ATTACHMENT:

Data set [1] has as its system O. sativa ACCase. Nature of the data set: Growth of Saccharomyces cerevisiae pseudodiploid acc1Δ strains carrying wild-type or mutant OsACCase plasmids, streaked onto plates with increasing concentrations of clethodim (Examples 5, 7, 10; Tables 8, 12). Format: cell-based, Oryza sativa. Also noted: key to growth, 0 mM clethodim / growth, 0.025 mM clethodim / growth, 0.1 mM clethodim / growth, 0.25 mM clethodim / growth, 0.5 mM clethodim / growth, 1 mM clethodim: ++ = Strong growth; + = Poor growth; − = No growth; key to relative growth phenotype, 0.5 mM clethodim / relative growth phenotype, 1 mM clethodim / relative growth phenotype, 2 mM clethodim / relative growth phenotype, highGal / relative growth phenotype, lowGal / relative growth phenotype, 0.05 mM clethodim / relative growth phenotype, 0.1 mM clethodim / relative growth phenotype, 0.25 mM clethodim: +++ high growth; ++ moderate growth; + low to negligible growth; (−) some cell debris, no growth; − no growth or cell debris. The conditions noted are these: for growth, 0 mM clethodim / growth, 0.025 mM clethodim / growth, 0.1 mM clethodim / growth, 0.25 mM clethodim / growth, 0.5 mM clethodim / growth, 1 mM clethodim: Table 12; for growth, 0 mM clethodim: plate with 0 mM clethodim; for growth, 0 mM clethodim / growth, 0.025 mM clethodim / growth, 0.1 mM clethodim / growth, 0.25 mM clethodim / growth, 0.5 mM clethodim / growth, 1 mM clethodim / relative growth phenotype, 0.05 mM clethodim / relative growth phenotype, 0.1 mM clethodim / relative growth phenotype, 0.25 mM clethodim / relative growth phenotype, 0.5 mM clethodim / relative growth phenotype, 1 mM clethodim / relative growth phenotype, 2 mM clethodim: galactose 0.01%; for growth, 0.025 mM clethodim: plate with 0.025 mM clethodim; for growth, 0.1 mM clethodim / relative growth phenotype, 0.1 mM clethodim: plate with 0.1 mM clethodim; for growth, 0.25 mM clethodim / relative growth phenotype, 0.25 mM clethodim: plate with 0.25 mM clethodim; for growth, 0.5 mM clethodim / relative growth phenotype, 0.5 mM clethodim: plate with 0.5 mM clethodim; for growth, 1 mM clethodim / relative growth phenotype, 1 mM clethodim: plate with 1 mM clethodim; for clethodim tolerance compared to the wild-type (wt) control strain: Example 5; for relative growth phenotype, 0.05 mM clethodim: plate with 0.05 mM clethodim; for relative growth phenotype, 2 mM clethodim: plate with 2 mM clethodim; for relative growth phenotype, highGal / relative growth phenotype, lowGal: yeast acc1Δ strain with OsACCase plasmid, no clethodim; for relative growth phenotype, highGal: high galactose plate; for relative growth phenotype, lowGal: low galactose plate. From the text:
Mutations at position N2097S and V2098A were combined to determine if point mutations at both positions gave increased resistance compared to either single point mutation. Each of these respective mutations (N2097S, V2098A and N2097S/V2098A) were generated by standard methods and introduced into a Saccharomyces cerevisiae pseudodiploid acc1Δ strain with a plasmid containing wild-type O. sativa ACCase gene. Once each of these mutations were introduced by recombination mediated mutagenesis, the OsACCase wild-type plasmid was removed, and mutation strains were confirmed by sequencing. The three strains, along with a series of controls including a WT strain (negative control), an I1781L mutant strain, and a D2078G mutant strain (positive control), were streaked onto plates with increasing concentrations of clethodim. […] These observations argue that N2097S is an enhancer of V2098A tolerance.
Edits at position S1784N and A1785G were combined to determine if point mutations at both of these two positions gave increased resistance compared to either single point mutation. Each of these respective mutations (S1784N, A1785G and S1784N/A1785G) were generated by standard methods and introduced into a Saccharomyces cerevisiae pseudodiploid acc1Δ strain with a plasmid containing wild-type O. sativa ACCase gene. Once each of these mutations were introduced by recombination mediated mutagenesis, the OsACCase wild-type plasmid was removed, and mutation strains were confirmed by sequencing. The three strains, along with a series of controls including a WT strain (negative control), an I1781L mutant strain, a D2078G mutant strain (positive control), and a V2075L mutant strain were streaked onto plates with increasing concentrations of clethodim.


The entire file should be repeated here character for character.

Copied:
Data set [1] has as its system O. sativa ACCase. Nature of the data set: Growth of Saccharomyces cerevisiae pseudodiploid acc1Δ strains carrying wild-type or mutant OsACCase plasmids, streaked onto plates with increasing concentrations of clethodim (Examples 5, 7, 10; Tables 8, 12). Format: cell-based, Oryza sativa. Also noted: key to growth, 0 mM clethodim / growth, 0.025 mM clethodim / growth, 0.1 mM clethodim / growth, 0.25 mM clethodim / growth, 0.5 mM clethodim / growth, 1 mM clethodim: ++ = Strong growth; + = Poor growth; − = No growth; key to relative growth phenotype, 0.5 mM clethodim / relative growth phenotype, 1 mM clethodim / relative growth phenotype, 2 mM clethodim / relative growth phenotype, highGal / relative growth phenotype, lowGal / relative growth phenotype, 0.05 mM clethodim / relative growth phenotype, 0.1 mM clethodim / relative growth phenotype, 0.25 mM clethodim: +++ high growth; ++ moderate growth; + low to negligible growth; (−) some cell debris, no growth; − no growth or cell debris. The conditions noted are these: for growth, 0 mM clethodim / growth, 0.025 mM clethodim / growth, 0.1 mM clethodim / growth, 0.25 mM clethodim / growth, 0.5 mM clethodim / growth, 1 mM clethodim: Table 12; for growth, 0 mM clethodim: plate with 0 mM clethodim; for growth, 0 mM clethodim / growth, 0.025 mM clethodim / growth, 0.1 mM clethodim / growth, 0.25 mM clethodim / growth, 0.5 mM clethodim / growth, 1 mM clethodim / relative growth phenotype, 0.05 mM clethodim / relative growth phenotype, 0.1 mM clethodim / relative growth phenotype, 0.25 mM clethodim / relative growth phenotype, 0.5 mM clethodim / relative growth phenotype, 1 mM clethodim / relative growth phenotype, 2 mM clethodim: galactose 0.01%; for growth, 0.025 mM clethodim: plate with 0.025 mM clethodim; for growth, 0.1 mM clethodim / relative growth phenotype, 0.1 mM clethodim: plate with 0.1 mM clethodim; for growth, 0.25 mM clethodim / relative growth phenotype, 0.25 mM clethodim: plate with 0.25 mM clethodim; for growth, 0.5 mM clethodim / relative growth phenotype, 0.5 mM clethodim: plate with 0.5 mM clethodim; for growth, 1 mM clethodim / relative growth phenotype, 1 mM clethodim: plate with 1 mM clethodim; for clethodim tolerance compared to the wild-type (wt) control strain: Example 5; for relative growth phenotype, 0.05 mM clethodim: plate with 0.05 mM clethodim; for relative growth phenotype, 2 mM clethodim: plate with 2 mM clethodim; for relative growth phenotype, highGal / relative growth phenotype, lowGal: yeast acc1Δ strain with OsACCase plasmid, no clethodim; for relative growth phenotype, highGal: high galactose plate; for relative growth phenotype, lowGal: low galactose plate. From the text:
Mutations at position N2097S and V2098A were combined to determine if point mutations at both positions gave increased resistance compared to either single point mutation. Each of these respective mutations (N2097S, V2098A and N2097S/V2098A) were generated by standard methods and introduced into a Saccharomyces cerevisiae pseudodiploid acc1Δ strain with a plasmid containing wild-type O. sativa ACCase gene. Once each of these mutations were introduced by recombination mediated mutagenesis, the OsACCase wild-type plasmid was removed, and mutation strains were confirmed by sequencing. The three strains, along with a series of controls including a WT strain (negative control), an I1781L mutant strain, and a D2078G mutant strain (positive control), were streaked onto plates with increasing concentrations of clethodim. […] These observations argue that N2097S is an enhancer of V2098A tolerance.
Edits at position S1784N and A1785G were combined to determine if point mutations at both of these two positions gave increased resistance compared to either single point mutation. Each of these respective mutations (S1784N, A1785G and S1784N/A1785G) were generated by standard methods and introduced into a Saccharomyces cerevisiae pseudodiploid acc1Δ strain with a plasmid containing wild-type O. sativa ACCase gene. Once each of these mutations were introduced by recombination mediated mutagenesis, the OsACCase wild-type plasmid was removed, and mutation strains were confirmed by sequencing. The three strains, along with a series of controls including a WT strain (negative control), an I1781L mutant strain, a D2078G mutant strain (positive control), and a V2075L mutant strain were streaked onto plates with increasing concentrations of clethodim.